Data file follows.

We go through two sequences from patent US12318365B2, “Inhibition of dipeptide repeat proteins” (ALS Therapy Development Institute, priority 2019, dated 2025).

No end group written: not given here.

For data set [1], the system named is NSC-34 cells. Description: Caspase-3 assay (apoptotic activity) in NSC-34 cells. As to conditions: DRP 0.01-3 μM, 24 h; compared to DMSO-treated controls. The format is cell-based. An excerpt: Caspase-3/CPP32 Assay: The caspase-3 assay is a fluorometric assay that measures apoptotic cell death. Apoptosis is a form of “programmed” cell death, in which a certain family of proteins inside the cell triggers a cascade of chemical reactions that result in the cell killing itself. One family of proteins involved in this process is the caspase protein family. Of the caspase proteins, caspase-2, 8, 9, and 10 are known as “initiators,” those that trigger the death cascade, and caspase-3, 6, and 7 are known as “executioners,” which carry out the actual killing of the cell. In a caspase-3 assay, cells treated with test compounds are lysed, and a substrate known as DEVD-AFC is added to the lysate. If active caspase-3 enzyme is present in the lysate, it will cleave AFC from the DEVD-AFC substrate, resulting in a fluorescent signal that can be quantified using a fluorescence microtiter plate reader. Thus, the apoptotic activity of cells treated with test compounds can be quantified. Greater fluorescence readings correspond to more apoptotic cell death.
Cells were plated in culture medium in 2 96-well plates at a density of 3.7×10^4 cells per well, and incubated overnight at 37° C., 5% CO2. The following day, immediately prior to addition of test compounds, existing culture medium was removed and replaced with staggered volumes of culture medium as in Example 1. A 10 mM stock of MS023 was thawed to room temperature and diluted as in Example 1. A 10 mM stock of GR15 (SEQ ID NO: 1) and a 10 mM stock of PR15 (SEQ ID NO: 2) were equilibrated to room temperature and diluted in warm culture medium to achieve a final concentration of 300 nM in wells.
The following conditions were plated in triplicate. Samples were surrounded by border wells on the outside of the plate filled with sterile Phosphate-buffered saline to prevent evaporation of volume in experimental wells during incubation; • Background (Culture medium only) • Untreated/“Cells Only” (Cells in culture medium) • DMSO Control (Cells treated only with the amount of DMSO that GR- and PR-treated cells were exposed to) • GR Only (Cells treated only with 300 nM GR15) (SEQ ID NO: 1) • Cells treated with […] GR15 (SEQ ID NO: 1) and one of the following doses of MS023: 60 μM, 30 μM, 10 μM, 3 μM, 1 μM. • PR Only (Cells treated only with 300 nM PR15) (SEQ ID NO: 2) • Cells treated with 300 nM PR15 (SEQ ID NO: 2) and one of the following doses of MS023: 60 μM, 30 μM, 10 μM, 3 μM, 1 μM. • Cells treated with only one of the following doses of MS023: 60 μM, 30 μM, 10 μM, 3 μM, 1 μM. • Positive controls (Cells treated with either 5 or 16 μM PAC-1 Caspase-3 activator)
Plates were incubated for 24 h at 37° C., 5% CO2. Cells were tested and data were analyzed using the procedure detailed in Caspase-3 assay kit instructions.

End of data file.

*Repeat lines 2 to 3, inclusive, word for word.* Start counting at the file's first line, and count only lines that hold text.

No end group written: not given here.

For data set [1], the system named is NSC-34 cells. Description: Caspase-3 assay (apoptotic activity) in NSC-34 cells. As to conditions: DRP 0.01-3 μM, 24 h; compared to DMSO-treated controls. The format is cell-based. An excerpt: Caspase-3/CPP32 Assay: The caspase-3 assay is a fluorometric assay that measures apoptotic cell death. Apoptosis is a form of “programmed” cell death, in which a certain family of proteins inside the cell triggers a cascade of chemical reactions that result in the cell killing itself. One family of proteins involved in this process is the caspase protein family. Of the caspase proteins, caspase-2, 8, 9, and 10 are known as “initiators,” those that trigger the death cascade, and caspase-3, 6, and 7 are known as “executioners,” which carry out the actual killing of the cell. In a caspase-3 assay, cells treated with test compounds are lysed, and a substrate known as DEVD-AFC is added to the lysate. If active caspase-3 enzyme is present in the lysate, it will cleave AFC from the DEVD-AFC substrate, resulting in a fluorescent signal that can be quantified using a fluorescence microtiter plate reader. Thus, the apoptotic activity of cells treated with test compounds can be quantified. Greater fluorescence readings correspond to more apoptotic cell death.